Published Apr 15, 2014To hear Kelis tell it, rolling into South By Southwest in a food truck smothered in the sounds and images of new album Food and stocked full of gourmet dishes (duck confit sliders with ginger sesame glaze, jerk BBQ goat ribs and shredded beef sliders with cherry BBQ sauce) for hungry folks in Austin this year wasn't so much a promo stunt, as a declaration of who she is right now as both a superstar singer and certified chef. By smashing up her two favourite arts — culinary and musical — people came for the food, but they stayed for the vibes.
"It just felt like the right thing to do. I've been doing a lot of food and wine festivals lately, anyway — it was like, yeah, why not?" she says in her inimitably husky voice. "They are both creative and take your thought process to another level. You can really express yourself with them. But quite frankly, I didn't even see the parallels until journalists started asking me about it. Only then, I started to think about the parallels."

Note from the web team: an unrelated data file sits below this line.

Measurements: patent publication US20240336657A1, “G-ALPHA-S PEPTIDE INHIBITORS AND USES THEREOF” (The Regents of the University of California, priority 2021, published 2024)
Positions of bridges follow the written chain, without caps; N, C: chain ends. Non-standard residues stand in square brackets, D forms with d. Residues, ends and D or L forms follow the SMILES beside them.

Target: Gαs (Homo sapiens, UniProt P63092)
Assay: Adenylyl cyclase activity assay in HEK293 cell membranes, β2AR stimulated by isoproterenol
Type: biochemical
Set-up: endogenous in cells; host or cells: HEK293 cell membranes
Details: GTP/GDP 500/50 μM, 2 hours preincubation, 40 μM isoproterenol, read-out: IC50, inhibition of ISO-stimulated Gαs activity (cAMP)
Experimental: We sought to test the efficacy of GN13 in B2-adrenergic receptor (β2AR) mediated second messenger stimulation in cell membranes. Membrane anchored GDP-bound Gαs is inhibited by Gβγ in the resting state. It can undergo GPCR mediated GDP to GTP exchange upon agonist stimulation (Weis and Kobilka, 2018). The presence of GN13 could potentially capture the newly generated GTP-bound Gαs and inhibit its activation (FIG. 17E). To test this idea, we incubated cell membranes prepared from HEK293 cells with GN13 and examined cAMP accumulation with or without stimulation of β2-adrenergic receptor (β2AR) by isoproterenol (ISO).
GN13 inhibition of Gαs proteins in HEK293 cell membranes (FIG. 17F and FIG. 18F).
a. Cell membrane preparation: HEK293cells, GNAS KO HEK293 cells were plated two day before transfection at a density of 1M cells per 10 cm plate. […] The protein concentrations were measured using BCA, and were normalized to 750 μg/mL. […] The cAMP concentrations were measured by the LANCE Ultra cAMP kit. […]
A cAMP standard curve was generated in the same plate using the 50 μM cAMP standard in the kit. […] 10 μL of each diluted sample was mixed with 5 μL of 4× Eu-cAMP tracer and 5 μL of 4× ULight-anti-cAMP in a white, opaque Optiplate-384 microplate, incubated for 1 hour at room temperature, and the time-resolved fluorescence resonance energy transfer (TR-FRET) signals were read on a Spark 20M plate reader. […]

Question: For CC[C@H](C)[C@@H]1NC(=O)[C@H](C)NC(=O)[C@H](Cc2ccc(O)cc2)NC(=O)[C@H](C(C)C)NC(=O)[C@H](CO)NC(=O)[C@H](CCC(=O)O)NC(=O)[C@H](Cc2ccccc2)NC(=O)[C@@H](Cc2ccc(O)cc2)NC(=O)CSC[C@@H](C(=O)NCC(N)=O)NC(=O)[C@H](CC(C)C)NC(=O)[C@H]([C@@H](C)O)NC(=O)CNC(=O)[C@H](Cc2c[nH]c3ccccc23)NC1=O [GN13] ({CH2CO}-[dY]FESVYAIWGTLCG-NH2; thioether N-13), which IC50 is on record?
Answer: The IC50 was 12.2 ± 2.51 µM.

Food arrives at a time when the "alternative" R&B singer-songwriter finds herself divorced (from hip-hop star Nas), a single mother of young son Knight, host of a television cooking show, Saucy & Sweet with Kelis, and a businesswoman with a bunch of food-related projects in the pipeline. "I love my album. I think that it's really poignant and where I'm at in my life."
Being emotionally impetuous likely describes Kelis at various moments in her life and 17-year musical career. Born Kelis Rogers in Harlem to a black Pentecostal preacher and Puerto Rican/Chinese fashion designer, she was kicked out of the house at the age of 16 for being strong-willed and not getting along with her mother. On her own, she attended Manhattan's Fiorello H. LaGuardia High School of Music & Art and Performing Arts by day, working in a clothing store and bartending in the evenings. Having grown up singing in the church choir, and learning to play violin and piano, her passion for music led her to form an R&B girl group, BLU, with classmates.